The historic relationship between surfing and the environment is a complex one.

These days with organisations like the Surfrider Foundation, Surfers Against Sewage and 1% For the Planet, it is difficult to imagine a time when this sport and the protection of our oceans weren’t deeply intertwined.

Humans have been riding the waves for thousands of years – probably since we first started to swim in the oceans – but the sport as we might recognise it today came from Hawai’i. There it was an art form with a number of rituals and a deep-seated, ancient respect for the sea.

After first being introduced to Americans in the 19th century, it quickly became popular across California and spread to the rest of the country. But these new surfers did not have the same environmental concerns as those who had come before.

With many surf spots still relatively untouched by human exploits, they hadn’t yet been given a reason to care.

Until 1969, when an oil spill in California galvanized them into action. At the time it was the largest oil spill in recorded US history and still ranks third behind Deepwater Horizon in 2010 and the Exxon Valdez spill in 1989. Kilometres of coastline were polluted – including some of the area’s most popular surfing spots.

An outraged group of surfers helped to form the activist group Get Oil Out! which fought to bring an end to offshore drilling in California. As more people around the world caught wind of their environmentalism, they turned to the protection of their own beaches.

And so modern surfing’s relationship with protecting nature was forged.

“I think when a surfer becomes a surfer, it’s almost like an obligation to be an environmentalist at the same time,” Kelly Slater, arguably the greatest professional surfer of all time, once said.

But what about all that plastic equipment?

Surfing’s relationship with the environment gets even more complex if you start to consider the mountains of plastic boards, wax and petroleum-based wetsuits that sport produces.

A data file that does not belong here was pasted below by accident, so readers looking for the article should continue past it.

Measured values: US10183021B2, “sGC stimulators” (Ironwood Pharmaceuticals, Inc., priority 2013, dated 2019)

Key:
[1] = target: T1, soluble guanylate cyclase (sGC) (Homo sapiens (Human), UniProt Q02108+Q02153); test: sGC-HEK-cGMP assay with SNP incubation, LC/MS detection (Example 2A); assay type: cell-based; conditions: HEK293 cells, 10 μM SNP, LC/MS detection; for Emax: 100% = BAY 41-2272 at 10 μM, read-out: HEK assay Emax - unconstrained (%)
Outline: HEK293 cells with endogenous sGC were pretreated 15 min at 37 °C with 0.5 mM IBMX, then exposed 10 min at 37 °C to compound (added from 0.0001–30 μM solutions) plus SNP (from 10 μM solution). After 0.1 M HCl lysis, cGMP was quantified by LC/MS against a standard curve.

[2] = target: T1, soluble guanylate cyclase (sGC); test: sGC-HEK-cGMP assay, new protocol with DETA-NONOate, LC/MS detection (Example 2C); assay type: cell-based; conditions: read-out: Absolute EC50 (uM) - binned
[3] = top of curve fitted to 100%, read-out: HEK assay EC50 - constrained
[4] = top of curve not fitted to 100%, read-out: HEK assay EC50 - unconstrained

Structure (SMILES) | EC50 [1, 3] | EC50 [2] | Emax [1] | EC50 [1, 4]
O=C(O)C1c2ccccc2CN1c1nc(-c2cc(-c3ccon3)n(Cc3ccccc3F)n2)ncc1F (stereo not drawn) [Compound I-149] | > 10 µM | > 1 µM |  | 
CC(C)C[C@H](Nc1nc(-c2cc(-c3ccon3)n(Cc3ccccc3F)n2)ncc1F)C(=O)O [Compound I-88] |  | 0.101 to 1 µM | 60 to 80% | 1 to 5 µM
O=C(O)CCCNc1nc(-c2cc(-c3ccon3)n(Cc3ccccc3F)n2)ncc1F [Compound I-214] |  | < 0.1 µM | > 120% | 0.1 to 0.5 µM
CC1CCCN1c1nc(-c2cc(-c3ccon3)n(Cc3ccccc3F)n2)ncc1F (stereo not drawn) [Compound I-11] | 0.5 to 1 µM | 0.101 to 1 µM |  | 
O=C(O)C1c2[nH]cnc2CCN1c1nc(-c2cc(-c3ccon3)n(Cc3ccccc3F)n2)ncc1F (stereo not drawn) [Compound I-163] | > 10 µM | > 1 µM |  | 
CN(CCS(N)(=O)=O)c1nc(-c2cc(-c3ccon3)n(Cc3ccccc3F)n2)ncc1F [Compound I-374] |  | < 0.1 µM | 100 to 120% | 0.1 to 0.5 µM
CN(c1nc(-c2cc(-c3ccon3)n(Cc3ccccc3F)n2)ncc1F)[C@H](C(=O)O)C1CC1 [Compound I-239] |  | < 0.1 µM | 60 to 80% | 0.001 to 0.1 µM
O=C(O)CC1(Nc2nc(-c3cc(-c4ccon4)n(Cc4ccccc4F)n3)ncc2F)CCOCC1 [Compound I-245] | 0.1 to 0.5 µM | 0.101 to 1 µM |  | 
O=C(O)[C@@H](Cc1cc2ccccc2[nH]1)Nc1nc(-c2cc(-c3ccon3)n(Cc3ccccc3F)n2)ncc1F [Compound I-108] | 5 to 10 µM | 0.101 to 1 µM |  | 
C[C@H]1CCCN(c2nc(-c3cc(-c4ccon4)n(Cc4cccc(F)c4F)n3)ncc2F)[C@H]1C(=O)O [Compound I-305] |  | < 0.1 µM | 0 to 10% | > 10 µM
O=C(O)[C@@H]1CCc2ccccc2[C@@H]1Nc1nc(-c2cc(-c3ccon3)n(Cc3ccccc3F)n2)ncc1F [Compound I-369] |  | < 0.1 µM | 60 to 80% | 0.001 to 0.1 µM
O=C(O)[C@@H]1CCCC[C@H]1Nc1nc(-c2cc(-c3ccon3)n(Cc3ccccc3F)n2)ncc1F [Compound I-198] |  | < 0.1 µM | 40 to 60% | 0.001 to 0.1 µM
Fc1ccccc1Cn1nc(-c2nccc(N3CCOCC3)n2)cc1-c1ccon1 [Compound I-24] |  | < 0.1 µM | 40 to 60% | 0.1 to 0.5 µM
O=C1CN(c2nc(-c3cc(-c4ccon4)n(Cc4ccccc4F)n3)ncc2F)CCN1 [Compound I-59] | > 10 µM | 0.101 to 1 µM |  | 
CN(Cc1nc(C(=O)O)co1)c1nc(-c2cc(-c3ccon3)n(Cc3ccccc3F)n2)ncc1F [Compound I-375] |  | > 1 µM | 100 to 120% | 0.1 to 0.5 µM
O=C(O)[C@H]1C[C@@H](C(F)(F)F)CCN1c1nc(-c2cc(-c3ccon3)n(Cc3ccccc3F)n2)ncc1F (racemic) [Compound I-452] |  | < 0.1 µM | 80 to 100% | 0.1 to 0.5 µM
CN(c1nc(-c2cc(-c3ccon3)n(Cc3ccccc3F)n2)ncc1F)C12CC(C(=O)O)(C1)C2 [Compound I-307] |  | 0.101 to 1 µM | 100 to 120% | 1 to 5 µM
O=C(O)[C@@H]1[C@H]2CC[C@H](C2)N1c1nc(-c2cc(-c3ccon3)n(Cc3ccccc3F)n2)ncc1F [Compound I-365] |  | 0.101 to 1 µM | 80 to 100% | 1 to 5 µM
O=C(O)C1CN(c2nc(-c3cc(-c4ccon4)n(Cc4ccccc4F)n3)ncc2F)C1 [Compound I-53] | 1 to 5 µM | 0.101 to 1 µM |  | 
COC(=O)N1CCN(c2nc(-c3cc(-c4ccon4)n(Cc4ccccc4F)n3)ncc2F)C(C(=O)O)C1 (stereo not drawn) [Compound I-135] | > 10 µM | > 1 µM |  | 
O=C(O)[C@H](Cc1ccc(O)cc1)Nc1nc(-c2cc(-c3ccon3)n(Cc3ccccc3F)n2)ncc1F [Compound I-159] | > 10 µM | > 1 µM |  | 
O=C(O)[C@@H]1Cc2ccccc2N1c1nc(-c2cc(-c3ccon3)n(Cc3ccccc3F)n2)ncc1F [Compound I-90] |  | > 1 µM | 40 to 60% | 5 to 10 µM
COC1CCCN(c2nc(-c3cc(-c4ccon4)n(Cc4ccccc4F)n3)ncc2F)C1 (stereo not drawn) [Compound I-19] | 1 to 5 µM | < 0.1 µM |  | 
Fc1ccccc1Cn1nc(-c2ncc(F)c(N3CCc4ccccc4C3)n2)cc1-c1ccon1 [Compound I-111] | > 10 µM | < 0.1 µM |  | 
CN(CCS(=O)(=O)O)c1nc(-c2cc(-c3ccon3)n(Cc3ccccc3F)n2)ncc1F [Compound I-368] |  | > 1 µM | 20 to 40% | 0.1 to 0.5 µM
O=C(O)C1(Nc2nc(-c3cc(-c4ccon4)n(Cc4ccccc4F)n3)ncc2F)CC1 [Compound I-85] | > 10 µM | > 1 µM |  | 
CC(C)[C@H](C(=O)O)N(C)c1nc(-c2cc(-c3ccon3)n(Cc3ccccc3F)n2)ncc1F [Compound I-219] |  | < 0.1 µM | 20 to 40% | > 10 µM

Boards are another challenge with many long term surfers having around four at any one time. They produce polyurethane scraps as their shape is carved and in the event that you crash out splitting them into two (or more) pieces, shed plastic directly into the ocean.

When you spend so much time in the sea, it’s hard to avoid the direct consequences of our immense plastic problem. You only have to wade through a litter-strewn tideline once to recognise that treating the ocean as a rubbish dump is an issue.

But things are starting to change as technology and attitudes catch up to the need for an alternative.

Big brands such as Patagonia now produce wetsuits from natural rubber emitting around 80 per cent less CO2 in its manufacture than more conventional neoprene. Surfing stalwart Ripcurl has just launched the first big wetsuit recycling programme.

Others are creating alternatives to plastic surfboards from 3D-printed recycled materials to mushroom fibres as a replacement for foam.

Surfonomics

With several professional leagues, hundreds of dedicated gear companies and many destinations around the world that rely on the sport for their economy, surfing is a multibillion-euro industry.

It is one of the fastest-growing sports and after its introduction to the Olympics this year, is only set to get bigger.

For the places that benefit from an influx of wetsuit clad wave riders, this means that there is now an economic drive behind protecting the breaks that bring them there.

Lobitos is a small town on the north coast of Peru with exceptional quality waves. The average surfing tourist that visits spends around $53 (€45) per day, according to a report from Save the Waves.

With more than 8,500 visitors every year it says that this brings $3.6 million (€3.04 million) to the local economy, significant for a village with just 1,000 inhabitants.

“The economic impact of surf tourism on the local economy of Lobitos is substantial,” says the report, “and should be considered when taking any coastal management decisions in the district.”

“The presence of oil rigs/pump sites, solid waste/trash, sewage overflow and construction on the beaches are the main factors that would negatively impact the surfer tourists’ decision to return to Lobitos.”

Though the impact may be greater because of the size of the town, the potential value of ensuring surf spots remain unblemished is a universal one.

The Save the Waves Coalition is now hoping to protect 1,000 waves by 2030 – aligning itself with the Campaign for Nature’s monumental ‘30 by 30’ pledge. The group is focusing on areas around the world where iconic surf destinations overlap with biodiversity hotspots.

“When we protect a wave, we are protecting much more than that,” says CEO, Nik Strong-Cvetich.

“We are protecting a surf ecosystem, which means the wave, the plants and animals that depend on the place, and the community that has been built around it.”



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